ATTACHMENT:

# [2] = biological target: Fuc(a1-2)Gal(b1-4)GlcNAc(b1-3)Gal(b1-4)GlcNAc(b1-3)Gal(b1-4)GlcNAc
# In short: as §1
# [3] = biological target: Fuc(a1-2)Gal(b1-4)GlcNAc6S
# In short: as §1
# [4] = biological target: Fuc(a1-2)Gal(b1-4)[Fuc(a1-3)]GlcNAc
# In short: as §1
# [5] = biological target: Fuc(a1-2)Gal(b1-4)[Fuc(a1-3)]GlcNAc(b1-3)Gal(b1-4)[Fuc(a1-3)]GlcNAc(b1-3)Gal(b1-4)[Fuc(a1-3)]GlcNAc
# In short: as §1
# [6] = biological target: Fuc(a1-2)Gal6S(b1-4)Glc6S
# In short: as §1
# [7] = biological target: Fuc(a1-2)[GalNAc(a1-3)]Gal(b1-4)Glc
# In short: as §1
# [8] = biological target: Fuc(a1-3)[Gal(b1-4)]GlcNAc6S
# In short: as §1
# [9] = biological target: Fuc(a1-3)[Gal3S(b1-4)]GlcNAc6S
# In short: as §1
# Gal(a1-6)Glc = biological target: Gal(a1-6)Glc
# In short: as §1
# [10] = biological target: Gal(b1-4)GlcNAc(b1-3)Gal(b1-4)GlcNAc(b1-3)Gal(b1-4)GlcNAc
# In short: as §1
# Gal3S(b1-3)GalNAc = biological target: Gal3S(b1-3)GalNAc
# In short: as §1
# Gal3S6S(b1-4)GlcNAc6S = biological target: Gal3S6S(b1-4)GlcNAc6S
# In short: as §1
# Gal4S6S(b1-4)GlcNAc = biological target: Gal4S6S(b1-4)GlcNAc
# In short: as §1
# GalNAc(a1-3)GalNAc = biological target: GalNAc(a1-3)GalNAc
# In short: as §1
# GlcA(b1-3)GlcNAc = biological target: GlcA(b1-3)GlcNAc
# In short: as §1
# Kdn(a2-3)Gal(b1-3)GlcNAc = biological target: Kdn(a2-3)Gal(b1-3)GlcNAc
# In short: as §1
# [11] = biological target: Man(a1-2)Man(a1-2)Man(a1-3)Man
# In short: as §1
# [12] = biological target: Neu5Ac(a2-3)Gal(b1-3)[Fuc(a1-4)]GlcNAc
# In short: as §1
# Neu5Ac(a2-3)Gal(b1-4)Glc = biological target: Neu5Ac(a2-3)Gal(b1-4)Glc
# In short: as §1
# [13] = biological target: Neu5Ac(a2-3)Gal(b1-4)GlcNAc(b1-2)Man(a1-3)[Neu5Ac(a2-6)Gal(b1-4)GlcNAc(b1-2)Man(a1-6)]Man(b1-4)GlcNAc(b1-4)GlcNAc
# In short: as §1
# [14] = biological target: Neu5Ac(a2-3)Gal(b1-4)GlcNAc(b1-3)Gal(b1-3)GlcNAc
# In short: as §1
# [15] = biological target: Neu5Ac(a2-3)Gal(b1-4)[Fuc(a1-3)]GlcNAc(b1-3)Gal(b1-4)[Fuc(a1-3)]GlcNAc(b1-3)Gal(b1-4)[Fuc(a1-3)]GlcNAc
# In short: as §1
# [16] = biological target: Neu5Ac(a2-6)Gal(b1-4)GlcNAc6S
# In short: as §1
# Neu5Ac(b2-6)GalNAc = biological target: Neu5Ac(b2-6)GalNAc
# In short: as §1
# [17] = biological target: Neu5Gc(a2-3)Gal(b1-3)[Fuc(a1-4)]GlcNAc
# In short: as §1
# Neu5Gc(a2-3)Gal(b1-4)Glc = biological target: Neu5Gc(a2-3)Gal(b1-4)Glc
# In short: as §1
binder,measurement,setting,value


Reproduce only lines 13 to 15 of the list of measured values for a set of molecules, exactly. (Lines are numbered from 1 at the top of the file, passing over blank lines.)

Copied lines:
# [8] = biological target: Fuc(a1-3)[Gal(b1-4)]GlcNAc6S
# In short: as §1
# [9] = biological target: Fuc(a1-3)[Gal3S(b1-4)]GlcNAc6S